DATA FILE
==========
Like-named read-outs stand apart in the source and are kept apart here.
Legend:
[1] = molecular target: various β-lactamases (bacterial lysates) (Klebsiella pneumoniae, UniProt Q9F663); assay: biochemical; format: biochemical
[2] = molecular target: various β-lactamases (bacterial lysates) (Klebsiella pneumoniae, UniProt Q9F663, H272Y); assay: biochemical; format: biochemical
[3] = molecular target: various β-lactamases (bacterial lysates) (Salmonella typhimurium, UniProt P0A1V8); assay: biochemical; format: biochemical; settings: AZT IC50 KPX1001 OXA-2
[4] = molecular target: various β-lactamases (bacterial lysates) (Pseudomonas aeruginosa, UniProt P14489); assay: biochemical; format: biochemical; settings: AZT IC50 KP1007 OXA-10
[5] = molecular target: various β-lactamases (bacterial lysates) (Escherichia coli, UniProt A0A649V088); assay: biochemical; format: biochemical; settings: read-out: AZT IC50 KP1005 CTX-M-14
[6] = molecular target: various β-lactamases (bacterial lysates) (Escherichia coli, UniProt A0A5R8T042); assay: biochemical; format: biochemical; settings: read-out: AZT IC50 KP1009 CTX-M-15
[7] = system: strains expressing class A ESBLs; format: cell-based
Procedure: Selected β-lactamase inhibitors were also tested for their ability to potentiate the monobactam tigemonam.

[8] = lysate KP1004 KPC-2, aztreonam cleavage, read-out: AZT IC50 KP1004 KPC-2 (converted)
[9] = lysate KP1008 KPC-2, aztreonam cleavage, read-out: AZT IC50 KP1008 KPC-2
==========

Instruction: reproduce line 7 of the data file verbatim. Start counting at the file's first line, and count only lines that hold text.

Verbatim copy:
[5] = molecular target: various β-lactamases (bacterial lysates) (Escherichia coli, UniProt A0A649V088); assay: biochemical; format: biochemical; settings: read-out: AZT IC50 KP1005 CTX-M-14